Sputnik Escalates the Cold War
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Cousins, Norman (1915–1990)

Editor, writer, and activist. Born in Union Hill, New Jersey, on 24 June 1915, Norman Cousins graduated from Columbia University Teachers College in 1933. After a period of writing for numerous publications, in 1940 he became editor of the Saturday Review of Literature and its editor-in-chief two years later. This publication provided both a base and a forum for his activism. Cousins remained editor of the Saturday Review until 1977, with a stint at World magazine earlier in the 1970s.

As an activist Cousins had many causes, but much of his work stemmed from his horror at the prospect of nuclear war. He saw disarmament and world government as two means of avoiding that catastrophe. This worldview informed both his writing and his activities, which included founding both the Committee for a Sane Nuclear Policy and the Dartmouth Conference. He also served as president of United World Federalists. Cousins played a small but significant role in making possible the Partial Nuclear Test Ban Treaty by carrying a message from President John F. Kennedy to Soviet leader Nikita Khrushchev in 1963.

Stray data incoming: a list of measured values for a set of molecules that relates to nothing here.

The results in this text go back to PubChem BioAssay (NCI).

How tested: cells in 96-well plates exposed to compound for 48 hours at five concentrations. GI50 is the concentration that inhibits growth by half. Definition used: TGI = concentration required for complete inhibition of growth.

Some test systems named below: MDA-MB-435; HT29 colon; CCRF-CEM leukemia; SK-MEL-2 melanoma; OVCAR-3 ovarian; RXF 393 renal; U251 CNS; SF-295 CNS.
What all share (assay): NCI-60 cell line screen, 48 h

After becoming ill in Moscow in 1964, Cousins healed himself with laugh therapy. His experience resulted in his best-selling book Anatomy of an Illness: As Perceived by the Patient and an appointment to the faculty of UCLA's School of Medicine. He continued to write and remained associated with the Dartmouth Conference until his death in Los Angeles on 30 November 1990.

James Voorhees


Further Reading
Cousins, Norman. Present Tense: An American Editor's Odyssey. New York: McGraw-Hill, 1967.
 

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